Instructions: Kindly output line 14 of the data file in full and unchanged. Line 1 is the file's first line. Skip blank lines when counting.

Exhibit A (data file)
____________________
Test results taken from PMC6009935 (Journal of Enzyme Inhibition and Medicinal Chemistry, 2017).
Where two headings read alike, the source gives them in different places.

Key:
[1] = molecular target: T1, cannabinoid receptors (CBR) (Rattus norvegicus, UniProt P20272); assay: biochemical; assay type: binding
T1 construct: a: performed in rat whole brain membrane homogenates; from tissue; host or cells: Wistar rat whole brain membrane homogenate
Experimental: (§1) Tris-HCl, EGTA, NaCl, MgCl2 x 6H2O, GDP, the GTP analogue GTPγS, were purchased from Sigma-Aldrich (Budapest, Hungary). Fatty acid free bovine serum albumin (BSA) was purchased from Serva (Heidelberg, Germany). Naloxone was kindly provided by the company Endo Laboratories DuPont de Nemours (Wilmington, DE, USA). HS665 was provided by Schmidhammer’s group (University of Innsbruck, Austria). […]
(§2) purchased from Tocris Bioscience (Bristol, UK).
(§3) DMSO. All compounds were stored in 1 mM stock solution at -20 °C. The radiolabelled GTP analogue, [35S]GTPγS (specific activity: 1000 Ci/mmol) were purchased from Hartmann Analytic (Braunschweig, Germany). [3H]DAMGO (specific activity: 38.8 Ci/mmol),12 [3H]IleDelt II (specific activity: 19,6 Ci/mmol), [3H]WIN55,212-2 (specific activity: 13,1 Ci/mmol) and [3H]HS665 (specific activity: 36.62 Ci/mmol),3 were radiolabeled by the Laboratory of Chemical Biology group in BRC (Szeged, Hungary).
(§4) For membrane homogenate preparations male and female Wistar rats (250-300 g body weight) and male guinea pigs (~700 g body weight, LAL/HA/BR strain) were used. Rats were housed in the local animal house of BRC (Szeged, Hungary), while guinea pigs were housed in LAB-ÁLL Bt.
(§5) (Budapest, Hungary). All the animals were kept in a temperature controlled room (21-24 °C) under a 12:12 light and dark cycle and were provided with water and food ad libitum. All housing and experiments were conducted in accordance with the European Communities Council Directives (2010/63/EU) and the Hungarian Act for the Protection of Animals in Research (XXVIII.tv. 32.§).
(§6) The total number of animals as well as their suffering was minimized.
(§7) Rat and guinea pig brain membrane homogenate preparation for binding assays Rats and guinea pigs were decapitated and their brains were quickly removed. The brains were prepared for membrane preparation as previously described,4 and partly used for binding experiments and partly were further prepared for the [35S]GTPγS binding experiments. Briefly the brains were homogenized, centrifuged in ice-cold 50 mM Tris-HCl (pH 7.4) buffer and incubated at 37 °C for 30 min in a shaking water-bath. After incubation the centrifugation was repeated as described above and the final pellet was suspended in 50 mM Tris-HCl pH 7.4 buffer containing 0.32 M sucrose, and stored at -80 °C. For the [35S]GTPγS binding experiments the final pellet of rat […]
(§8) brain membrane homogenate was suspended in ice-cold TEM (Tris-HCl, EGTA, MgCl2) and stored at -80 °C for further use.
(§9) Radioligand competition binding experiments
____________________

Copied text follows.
(§9) Radioligand competition binding experiments